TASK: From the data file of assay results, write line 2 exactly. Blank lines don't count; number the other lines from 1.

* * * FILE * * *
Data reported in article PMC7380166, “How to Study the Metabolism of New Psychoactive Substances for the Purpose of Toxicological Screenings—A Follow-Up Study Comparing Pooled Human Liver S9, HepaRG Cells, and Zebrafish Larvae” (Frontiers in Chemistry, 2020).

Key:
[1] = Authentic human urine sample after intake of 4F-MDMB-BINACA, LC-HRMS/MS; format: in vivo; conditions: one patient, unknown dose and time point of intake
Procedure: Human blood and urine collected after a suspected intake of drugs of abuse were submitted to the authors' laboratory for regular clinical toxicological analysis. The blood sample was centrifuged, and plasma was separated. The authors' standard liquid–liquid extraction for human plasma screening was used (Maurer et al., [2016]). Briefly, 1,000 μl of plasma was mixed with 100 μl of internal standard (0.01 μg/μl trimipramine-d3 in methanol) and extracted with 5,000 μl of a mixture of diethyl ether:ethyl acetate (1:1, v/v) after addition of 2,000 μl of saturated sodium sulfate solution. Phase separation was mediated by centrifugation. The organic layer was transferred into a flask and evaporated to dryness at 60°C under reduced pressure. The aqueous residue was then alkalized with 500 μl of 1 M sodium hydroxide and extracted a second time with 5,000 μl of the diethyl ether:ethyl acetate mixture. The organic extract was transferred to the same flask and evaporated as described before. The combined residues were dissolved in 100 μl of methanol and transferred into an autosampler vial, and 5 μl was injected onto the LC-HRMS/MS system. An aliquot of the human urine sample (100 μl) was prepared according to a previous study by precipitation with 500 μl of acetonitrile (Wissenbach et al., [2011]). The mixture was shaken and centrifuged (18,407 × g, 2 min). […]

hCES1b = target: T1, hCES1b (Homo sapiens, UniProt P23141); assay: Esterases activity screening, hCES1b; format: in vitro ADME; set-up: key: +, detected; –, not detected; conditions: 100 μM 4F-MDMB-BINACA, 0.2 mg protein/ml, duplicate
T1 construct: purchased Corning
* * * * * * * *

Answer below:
Key: